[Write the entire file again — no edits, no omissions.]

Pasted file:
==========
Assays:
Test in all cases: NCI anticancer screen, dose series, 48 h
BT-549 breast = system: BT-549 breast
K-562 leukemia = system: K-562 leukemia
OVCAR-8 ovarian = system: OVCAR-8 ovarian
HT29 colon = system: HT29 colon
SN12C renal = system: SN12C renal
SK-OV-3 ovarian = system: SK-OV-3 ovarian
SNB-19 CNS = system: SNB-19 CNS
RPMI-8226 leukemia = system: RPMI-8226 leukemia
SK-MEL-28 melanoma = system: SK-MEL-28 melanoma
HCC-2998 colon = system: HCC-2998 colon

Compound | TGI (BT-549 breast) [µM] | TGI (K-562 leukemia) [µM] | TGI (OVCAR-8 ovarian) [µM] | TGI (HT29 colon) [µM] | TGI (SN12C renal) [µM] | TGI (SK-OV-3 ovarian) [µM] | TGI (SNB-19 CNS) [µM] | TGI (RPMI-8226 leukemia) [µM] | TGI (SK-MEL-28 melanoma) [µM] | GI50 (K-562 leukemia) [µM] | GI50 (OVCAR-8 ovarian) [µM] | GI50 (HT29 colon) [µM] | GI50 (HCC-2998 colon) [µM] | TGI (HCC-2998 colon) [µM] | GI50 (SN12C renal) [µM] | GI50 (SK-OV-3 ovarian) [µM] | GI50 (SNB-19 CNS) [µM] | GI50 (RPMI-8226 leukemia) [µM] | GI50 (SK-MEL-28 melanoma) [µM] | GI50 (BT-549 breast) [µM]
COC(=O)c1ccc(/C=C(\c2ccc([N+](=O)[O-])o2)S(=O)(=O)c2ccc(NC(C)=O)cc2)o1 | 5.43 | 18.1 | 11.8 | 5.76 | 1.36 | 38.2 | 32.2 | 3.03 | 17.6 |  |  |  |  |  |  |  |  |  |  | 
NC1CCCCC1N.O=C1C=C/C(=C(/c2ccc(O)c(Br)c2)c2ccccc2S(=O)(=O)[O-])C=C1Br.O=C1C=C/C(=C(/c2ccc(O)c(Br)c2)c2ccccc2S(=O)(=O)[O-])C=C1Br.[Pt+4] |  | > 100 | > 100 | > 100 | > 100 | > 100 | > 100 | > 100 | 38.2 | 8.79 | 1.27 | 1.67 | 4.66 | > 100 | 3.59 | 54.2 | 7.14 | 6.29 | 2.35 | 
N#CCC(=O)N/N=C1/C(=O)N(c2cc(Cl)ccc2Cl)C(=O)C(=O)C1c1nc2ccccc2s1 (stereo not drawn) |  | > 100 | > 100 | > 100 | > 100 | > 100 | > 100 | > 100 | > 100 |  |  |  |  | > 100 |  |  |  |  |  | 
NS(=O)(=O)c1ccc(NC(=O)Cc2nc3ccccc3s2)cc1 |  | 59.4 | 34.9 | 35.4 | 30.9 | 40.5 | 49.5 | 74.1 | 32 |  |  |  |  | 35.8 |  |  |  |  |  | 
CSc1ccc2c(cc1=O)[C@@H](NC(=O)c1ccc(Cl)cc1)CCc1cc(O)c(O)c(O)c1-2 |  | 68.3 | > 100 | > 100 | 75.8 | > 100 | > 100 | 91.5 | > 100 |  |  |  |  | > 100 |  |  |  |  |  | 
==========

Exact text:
Assays:
Test in all cases: NCI anticancer screen, dose series, 48 h
BT-549 breast = system: BT-549 breast
K-562 leukemia = system: K-562 leukemia
OVCAR-8 ovarian = system: OVCAR-8 ovarian
HT29 colon = system: HT29 colon
SN12C renal = system: SN12C renal
SK-OV-3 ovarian = system: SK-OV-3 ovarian
SNB-19 CNS = system: SNB-19 CNS
RPMI-8226 leukemia = system: RPMI-8226 leukemia
SK-MEL-28 melanoma = system: SK-MEL-28 melanoma
HCC-2998 colon = system: HCC-2998 colon

Compound | TGI (BT-549 breast) [µM] | TGI (K-562 leukemia) [µM] | TGI (OVCAR-8 ovarian) [µM] | TGI (HT29 colon) [µM] | TGI (SN12C renal) [µM] | TGI (SK-OV-3 ovarian) [µM] | TGI (SNB-19 CNS) [µM] | TGI (RPMI-8226 leukemia) [µM] | TGI (SK-MEL-28 melanoma) [µM] | GI50 (K-562 leukemia) [µM] | GI50 (OVCAR-8 ovarian) [µM] | GI50 (HT29 colon) [µM] | GI50 (HCC-2998 colon) [µM] | TGI (HCC-2998 colon) [µM] | GI50 (SN12C renal) [µM] | GI50 (SK-OV-3 ovarian) [µM] | GI50 (SNB-19 CNS) [µM] | GI50 (RPMI-8226 leukemia) [µM] | GI50 (SK-MEL-28 melanoma) [µM] | GI50 (BT-549 breast) [µM]
COC(=O)c1ccc(/C=C(\c2ccc([N+](=O)[O-])o2)S(=O)(=O)c2ccc(NC(C)=O)cc2)o1 | 5.43 | 18.1 | 11.8 | 5.76 | 1.36 | 38.2 | 32.2 | 3.03 | 17.6 |  |  |  |  |  |  |  |  |  |  | 
NC1CCCCC1N.O=C1C=C/C(=C(/c2ccc(O)c(Br)c2)c2ccccc2S(=O)(=O)[O-])C=C1Br.O=C1C=C/C(=C(/c2ccc(O)c(Br)c2)c2ccccc2S(=O)(=O)[O-])C=C1Br.[Pt+4] |  | > 100 | > 100 | > 100 | > 100 | > 100 | > 100 | > 100 | 38.2 | 8.79 | 1.27 | 1.67 | 4.66 | > 100 | 3.59 | 54.2 | 7.14 | 6.29 | 2.35 | 
N#CCC(=O)N/N=C1/C(=O)N(c2cc(Cl)ccc2Cl)C(=O)C(=O)C1c1nc2ccccc2s1 (stereo not drawn) |  | > 100 | > 100 | > 100 | > 100 | > 100 | > 100 | > 100 | > 100 |  |  |  |  | > 100 |  |  |  |  |  | 
NS(=O)(=O)c1ccc(NC(=O)Cc2nc3ccccc3s2)cc1 |  | 59.4 | 34.9 | 35.4 | 30.9 | 40.5 | 49.5 | 74.1 | 32 |  |  |  |  | 35.8 |  |  |  |  |  | 
CSc1ccc2c(cc1=O)[C@@H](NC(=O)c1ccc(Cl)cc1)CCc1cc(O)c(O)c(O)c1-2 |  | 68.3 | > 100 | > 100 | 75.8 | > 100 | > 100 | 91.5 | > 100 |  |  |  |  | > 100 |  |  |  |  |  | 